While this invention has been described with reference to illustrative embodiments, this description is not intended to be construed in a limiting sense. Various modifications and combinations of the illustrative embodiments, as well as other embodiments of the invention, will be apparent to persons skilled in the art upon reference to the description. It is therefore intended that the appended claims encompass any such modifications or embodiments.

Claims (28)

What is claimed is:
1. A method for motor control, the method comprising:
monitoring a plurality of position sensors coupled to a revolving motor, the monitoring comprising measuring transition times of respective output patterns produced by the position sensors, the respective output patterns each comprising at least one transition time that repeats in accordance with each revolution of the motor;
determining a first revolution period in accordance with the measured transition times; and
determining an elapsed fraction of the first revolution period that has elapsed since a start time of the first revolution period.
2. The method of claim 1, further comprising:
determining a next commutation time; and
applying a feed voltage across active windings of the motor at the next commutation time.
3. The method of claim 2, wherein the determining the next commutation time comprises:
retrieving, from a storage device, a current commutation error fraction comprised in a plurality of commutation error fractions each comprising a respective revolution period fraction;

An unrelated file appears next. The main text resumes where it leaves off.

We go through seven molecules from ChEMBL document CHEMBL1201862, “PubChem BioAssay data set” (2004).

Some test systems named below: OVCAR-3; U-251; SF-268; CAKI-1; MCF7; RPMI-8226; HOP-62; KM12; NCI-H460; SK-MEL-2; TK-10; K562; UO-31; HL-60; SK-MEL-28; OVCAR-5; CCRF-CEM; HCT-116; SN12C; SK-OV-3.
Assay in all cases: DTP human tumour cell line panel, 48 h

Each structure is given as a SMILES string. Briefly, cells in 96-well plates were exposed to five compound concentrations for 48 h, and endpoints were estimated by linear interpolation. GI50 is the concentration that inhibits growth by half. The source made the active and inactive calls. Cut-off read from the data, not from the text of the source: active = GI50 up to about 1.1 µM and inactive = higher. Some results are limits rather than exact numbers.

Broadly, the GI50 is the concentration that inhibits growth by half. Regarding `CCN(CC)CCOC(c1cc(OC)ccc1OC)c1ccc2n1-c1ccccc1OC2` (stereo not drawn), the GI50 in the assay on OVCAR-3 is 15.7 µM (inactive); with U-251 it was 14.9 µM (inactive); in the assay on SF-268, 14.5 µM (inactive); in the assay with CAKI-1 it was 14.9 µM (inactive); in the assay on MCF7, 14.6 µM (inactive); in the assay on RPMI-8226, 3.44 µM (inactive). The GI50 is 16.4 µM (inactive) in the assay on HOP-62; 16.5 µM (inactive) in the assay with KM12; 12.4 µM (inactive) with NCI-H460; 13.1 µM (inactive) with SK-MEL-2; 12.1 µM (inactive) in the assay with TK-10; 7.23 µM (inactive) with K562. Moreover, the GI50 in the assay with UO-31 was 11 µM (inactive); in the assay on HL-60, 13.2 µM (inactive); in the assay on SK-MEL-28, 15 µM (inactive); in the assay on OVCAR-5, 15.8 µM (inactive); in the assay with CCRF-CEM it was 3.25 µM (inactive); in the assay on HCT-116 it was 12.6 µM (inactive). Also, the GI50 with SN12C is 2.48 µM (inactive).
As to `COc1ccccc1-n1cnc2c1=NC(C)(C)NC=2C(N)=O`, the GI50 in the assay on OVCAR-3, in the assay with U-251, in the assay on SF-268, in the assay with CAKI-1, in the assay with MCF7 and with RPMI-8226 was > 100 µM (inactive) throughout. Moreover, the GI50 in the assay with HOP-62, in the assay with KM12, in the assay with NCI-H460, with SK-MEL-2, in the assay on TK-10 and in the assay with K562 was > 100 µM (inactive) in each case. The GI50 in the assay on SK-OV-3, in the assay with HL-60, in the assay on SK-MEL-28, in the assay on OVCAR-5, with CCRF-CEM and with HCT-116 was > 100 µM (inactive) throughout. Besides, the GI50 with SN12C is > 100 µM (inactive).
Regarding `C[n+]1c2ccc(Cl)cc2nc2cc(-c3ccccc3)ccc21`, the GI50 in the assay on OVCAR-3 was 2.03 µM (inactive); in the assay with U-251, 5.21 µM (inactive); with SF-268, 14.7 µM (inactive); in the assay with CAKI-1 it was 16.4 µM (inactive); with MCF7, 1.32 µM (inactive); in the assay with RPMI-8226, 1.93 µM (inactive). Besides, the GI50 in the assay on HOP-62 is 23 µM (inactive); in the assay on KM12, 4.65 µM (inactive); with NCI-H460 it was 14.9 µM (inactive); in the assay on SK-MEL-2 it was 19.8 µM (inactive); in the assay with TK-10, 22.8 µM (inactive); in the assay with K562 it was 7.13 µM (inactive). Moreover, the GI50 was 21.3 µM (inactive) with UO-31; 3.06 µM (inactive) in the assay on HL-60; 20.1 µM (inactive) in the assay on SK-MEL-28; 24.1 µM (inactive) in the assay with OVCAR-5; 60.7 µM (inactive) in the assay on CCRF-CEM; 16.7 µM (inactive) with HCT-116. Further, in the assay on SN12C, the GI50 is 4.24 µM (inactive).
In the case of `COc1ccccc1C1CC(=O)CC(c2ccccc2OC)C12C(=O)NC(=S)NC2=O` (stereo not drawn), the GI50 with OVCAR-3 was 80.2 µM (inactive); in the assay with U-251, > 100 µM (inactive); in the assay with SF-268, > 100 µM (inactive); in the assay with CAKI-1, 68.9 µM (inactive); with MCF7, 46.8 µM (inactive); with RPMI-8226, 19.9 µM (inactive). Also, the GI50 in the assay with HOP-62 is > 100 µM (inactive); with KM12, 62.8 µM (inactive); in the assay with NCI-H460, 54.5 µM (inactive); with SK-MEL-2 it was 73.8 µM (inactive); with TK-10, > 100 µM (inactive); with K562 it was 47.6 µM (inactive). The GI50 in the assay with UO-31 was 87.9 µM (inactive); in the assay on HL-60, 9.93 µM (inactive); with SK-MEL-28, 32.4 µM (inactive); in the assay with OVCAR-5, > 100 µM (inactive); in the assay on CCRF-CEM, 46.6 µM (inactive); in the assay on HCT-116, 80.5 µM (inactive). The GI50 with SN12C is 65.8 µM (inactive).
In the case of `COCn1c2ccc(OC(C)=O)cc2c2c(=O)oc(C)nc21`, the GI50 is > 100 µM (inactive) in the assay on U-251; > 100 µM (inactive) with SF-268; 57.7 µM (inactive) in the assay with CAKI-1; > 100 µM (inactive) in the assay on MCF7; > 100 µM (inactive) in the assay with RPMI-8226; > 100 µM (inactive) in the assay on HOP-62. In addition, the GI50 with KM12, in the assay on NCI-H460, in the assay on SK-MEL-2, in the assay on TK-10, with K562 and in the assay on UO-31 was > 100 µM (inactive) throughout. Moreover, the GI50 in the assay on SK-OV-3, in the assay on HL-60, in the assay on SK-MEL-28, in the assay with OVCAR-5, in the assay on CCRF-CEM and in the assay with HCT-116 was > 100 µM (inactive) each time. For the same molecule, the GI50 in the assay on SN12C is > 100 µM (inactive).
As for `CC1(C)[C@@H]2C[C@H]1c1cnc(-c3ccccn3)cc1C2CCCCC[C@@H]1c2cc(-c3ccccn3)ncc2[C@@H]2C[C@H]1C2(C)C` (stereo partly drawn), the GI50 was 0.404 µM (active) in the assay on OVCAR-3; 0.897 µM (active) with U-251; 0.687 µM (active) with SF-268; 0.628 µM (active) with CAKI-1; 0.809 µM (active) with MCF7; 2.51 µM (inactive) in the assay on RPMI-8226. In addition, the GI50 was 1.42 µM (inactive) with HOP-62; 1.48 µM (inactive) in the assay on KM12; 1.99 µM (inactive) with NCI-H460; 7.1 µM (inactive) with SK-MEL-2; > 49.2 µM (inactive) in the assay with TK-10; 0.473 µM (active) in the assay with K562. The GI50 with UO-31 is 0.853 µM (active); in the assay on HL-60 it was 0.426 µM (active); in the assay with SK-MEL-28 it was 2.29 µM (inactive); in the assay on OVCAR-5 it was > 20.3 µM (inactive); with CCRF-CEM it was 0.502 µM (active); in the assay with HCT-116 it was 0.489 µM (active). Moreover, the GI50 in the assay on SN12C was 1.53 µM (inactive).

multiplying the current commutation error fraction and the first revolution period to determine a current commutation error; and
determining the next commutation time in accordance with the current commutation error and a transition time of the plurality of position sensors.
4. The method of claim 3, further comprising:
calculating, during a calibration sequence, the plurality of commutation error fractions; and
storing the plurality of commutation error fractions in the storage device.
5. The method of claim 4, wherein:
the motor is a brushless motor; and
the active windings comprise a first active winding and a second active winding; and
the method further comprises:
switching an inverter coupled to the motor, the inverter comprising:
a first terminal configured to be coupled to a cathode of a DC power supply;
a second terminal configured to be coupled to an anode of the DC power supply;
a first switch coupled between the first active winding and the first terminal;
a second switch coupled between the second active winding and the second terminal;
a first body diode coupling the first active winding to the second terminal; and
a second body diode coupling the second active winding to the first terminal;
switching the inverter, at the next commutation time, such that the first switch and the second switch are closed; and
switching the inverter, at a time occurring after the next commutation time, to open at least one of the first switch and the second switch.
6. The method of claim 5, wherein the calculating the plurality of commutation fractions comprises:
measuring back-electromotive force (EMF) of the motor revolving in accordance with a calibration revolution period, wherein the motor comprises a plurality of windings each respectively selected to be in one of an activated state and a floating state in accordance with a timing pattern, the timing pattern comprising:
a first commutation time dividing a first period from a second period; and
a second commutation time dividing the second period from a third period; and
calculating a first commutation error such that when the first commutation time is delayed by the first commutation error, a first floating winding at an end of the first period has the same back-EMF as a second floating winding at a start of the second period;
calculating a second commutation error such that when the second commutation time is delayed by the second commutation error, the second floating winding at an end of the second period has the same back-EMF as a third floating winding at a start of the third period; and
dividing the first commutation error and the second commutation error by the calibration revolution period.